The Toronto Star’s Paul Moloney reported on the weekend that one in five respondents quit before completing the survey regarding the city’s core service review.
That’s not a crazy bad level of non-completition, but when added to the damning criticism the survey has received elsewhere, it doesn’t really do much to bolster confidence that the results gleaned from this exercise will be worth much.
Considering the importance of the work being done as part of this service review, why does the survey feel so flimsy? Turn out, as Moloney reports, that the city went for the bargain basement cheapest option:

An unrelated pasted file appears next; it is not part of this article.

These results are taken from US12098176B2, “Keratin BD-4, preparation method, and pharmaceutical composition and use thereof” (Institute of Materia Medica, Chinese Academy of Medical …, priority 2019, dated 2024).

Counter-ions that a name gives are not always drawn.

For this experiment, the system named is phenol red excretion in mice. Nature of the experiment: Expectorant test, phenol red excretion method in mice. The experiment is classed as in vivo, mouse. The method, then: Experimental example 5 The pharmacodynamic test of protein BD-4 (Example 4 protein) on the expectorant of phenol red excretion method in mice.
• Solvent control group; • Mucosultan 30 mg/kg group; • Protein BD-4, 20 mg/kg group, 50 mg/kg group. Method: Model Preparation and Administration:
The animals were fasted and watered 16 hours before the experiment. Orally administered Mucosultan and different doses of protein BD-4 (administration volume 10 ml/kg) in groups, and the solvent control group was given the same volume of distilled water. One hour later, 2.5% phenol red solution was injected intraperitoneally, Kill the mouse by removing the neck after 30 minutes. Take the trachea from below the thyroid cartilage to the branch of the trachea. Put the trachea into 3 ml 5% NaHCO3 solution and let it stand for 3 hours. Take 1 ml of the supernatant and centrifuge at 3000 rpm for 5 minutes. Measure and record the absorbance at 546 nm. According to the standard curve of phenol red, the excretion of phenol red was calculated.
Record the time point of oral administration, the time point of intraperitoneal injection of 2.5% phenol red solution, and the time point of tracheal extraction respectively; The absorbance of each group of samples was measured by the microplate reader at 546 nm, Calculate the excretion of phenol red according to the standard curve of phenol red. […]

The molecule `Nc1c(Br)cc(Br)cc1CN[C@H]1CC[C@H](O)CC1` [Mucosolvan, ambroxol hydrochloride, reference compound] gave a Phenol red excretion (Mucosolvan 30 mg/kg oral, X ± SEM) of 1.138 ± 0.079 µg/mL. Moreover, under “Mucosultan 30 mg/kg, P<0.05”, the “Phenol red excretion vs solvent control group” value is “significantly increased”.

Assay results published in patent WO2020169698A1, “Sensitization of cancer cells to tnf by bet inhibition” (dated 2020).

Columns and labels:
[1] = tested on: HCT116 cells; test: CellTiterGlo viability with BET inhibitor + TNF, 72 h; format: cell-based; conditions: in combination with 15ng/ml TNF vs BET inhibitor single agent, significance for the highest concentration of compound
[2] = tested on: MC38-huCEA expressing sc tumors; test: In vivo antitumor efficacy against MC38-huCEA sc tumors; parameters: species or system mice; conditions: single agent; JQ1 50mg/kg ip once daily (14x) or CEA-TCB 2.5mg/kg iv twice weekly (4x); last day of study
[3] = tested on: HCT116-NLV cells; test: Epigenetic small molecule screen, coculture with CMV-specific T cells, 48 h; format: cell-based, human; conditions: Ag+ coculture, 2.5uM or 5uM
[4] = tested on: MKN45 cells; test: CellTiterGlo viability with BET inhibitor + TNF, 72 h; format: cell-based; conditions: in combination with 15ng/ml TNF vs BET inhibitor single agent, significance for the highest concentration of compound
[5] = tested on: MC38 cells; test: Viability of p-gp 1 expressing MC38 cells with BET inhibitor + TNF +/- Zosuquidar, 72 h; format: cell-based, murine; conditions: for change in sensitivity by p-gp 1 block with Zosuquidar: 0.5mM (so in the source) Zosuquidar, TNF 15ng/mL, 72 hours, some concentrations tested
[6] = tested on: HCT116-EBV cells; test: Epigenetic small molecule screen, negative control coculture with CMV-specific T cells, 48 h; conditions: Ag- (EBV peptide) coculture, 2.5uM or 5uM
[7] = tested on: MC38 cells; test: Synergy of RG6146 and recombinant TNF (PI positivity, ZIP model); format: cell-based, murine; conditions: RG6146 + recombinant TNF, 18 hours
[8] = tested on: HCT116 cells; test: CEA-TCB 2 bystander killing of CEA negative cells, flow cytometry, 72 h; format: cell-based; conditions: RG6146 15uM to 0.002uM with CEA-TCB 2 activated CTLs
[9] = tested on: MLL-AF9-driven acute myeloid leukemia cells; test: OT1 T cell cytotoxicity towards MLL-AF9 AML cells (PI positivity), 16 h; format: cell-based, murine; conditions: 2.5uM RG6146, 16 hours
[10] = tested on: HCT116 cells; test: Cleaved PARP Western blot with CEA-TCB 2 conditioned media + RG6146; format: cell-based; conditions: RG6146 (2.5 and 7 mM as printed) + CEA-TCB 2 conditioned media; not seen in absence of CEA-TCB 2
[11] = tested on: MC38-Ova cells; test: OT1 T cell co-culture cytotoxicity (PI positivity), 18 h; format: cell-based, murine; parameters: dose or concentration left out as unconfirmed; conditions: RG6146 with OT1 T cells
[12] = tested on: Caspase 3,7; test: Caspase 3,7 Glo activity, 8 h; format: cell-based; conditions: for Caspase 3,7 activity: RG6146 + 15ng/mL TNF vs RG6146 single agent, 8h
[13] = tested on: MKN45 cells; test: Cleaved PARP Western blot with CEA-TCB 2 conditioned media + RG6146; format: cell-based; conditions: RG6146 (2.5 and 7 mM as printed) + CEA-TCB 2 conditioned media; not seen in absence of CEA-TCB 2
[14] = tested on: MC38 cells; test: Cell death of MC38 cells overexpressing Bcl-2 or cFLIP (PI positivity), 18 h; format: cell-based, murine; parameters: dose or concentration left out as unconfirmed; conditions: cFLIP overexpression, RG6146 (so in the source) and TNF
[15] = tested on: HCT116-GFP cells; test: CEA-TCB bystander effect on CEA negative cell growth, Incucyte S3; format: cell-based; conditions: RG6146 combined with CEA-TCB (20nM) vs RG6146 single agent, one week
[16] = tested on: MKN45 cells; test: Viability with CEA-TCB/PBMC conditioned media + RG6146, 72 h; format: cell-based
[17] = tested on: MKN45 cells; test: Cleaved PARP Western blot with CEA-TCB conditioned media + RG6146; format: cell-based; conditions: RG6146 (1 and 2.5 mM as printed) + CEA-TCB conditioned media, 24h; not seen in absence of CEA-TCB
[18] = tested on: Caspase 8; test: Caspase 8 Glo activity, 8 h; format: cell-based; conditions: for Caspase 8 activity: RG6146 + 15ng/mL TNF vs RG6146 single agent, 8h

Rather than use one of the better-known Canadian polling/survey companies, the city hired Utah-based Qualtrics.
City spokeswoman Deborah Brown said staff reviewed 15 online consultation tools and asked for quotes from Canadian polling firms but chose Qualtrics because it could meet the tight timelines and “the total cost was just 10-20 per cent of the quotes we received from the other companies.
A bid that comes in 80 to 90 per cent below your other comparables seems almost destined to be junk, doesn’t it?
Mark it: “You get what you pay for” is one of those phrases that will come around again and again through the Rob Ford years.